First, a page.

Brown v. Board of Education is the perfect example of what happens when you get the Constitution right but the legal reasoning wrong. The Constitution and the Civil War Amendments clearly say that it is unconstitutional to discriminate on the basis of race, creed, color, national origin or prior condition of servitude. Racial segregation in public schools clearly violated that very clear right.

The Supreme Court in its opinion should simply have said, "Racial segregation violates the clear mandates of the Constitution." End of issue.

But no, the social engineers, supported by their not-too-bright colleagues, felt the necessity to add the words "separate is inherently unequal." Well, yes, it probably is. But what does that have to do with the Constitution? Race is a constitutional "protected category." But what followed was years of contentious and destructive litigation based on pretty much everything except race. Can you segregate males and females? Can you put brighter students in special college-preparatory classes, separate from their duller fellow students? Is it acceptable to spend more money on school sports which draw more participation from males than from females? Can you separate problem students and special needs students from the general student population? These questions, and many, many more were created by the extraneous and legally meaningless words "separate is inherently unequal" and have cost billions of dollars in ludicrous lawsuits and academic irrelevancies.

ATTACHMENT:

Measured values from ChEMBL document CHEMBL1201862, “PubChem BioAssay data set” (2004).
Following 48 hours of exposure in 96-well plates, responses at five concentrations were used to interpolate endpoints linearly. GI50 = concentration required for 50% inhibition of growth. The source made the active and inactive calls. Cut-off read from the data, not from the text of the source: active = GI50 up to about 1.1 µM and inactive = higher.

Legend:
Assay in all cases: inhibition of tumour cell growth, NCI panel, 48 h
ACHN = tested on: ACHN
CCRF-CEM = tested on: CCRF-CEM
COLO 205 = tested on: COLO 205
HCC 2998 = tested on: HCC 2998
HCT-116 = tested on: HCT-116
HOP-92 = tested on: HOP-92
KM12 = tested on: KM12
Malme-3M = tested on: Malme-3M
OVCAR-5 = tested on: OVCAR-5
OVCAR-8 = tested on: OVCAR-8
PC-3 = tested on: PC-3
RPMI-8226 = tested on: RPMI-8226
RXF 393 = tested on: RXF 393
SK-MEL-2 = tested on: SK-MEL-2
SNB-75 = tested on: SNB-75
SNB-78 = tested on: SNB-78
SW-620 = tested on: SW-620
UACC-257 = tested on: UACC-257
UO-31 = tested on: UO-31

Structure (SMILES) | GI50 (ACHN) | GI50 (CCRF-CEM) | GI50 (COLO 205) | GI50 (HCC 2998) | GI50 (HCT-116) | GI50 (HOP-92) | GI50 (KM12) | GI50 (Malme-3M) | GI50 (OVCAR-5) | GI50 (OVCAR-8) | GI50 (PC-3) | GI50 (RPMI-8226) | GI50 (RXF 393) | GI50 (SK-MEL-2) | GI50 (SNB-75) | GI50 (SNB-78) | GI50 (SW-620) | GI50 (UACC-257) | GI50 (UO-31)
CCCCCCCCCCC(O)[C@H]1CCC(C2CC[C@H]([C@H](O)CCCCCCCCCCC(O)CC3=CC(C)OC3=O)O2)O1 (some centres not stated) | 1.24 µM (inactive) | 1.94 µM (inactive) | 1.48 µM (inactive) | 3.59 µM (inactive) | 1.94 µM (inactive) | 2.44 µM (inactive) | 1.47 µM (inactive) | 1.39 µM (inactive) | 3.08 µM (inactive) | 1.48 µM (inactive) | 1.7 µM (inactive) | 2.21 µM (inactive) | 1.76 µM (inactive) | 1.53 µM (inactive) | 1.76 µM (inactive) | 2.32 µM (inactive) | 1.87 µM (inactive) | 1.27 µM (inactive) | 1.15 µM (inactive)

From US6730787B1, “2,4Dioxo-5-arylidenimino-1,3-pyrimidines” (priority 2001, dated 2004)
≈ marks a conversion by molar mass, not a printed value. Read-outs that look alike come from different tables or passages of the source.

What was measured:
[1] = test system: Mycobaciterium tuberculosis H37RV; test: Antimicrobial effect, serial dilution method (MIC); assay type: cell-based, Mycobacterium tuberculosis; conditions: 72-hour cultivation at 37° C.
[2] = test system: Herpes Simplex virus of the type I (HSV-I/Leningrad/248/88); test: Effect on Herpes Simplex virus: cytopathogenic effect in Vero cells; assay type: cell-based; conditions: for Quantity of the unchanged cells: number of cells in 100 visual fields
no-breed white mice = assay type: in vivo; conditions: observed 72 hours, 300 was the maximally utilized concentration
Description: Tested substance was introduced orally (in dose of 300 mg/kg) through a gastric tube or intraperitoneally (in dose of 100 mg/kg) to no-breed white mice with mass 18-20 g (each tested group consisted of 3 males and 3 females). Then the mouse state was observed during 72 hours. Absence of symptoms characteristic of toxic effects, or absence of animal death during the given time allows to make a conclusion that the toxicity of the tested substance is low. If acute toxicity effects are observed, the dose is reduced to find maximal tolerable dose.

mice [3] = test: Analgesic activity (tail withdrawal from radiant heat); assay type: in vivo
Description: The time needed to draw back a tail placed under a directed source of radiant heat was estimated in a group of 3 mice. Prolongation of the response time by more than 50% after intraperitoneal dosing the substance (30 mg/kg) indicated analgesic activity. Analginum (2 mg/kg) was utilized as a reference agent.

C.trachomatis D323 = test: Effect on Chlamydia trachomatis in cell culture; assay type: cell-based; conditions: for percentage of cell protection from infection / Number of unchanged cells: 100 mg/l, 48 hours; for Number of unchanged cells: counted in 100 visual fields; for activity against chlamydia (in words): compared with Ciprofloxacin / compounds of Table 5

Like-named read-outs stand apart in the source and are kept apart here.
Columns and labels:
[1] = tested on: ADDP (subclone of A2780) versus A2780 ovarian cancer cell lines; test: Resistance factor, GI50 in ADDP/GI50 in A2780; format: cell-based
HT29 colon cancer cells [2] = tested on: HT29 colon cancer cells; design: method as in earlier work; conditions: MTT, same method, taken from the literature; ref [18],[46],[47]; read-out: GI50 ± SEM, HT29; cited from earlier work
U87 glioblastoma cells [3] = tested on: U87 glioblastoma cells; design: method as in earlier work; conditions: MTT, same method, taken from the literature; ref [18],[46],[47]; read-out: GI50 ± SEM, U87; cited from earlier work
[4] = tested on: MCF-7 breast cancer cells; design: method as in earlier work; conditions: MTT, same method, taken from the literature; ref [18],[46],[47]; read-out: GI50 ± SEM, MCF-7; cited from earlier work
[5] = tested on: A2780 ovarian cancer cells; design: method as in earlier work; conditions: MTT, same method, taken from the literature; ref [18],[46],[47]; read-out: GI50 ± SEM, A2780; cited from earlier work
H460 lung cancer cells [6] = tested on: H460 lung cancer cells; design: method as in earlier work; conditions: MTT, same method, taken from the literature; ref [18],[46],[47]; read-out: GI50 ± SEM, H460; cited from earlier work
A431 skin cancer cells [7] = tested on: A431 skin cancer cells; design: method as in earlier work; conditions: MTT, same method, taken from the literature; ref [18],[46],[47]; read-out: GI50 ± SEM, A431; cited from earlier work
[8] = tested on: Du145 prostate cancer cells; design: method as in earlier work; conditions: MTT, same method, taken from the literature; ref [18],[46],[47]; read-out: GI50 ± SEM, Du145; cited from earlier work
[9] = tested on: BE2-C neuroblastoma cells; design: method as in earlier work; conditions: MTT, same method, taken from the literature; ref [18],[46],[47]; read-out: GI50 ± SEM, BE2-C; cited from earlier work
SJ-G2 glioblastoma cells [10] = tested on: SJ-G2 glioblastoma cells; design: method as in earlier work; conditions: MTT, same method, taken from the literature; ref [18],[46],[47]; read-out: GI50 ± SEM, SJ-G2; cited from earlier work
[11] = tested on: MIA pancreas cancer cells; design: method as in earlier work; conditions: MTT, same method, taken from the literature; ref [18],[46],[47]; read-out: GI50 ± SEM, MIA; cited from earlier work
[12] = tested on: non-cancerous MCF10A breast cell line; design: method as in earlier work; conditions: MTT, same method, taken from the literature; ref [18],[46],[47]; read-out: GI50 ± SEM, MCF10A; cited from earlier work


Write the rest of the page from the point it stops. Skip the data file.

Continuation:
That is why I want not just politically-conservative justices, but also highly-intelligent, intellectual legal scholars on the high court. "Separate is inherently unequal" is a broad philosophical statement, not a legal/constitutional statement of the law in a specific case addressing a specific issue. Such extraneous and unnecessary wording brings on the absolute guarantee that another principle will quickly come into play--the doctrine of unintended consequences.

Post a Comment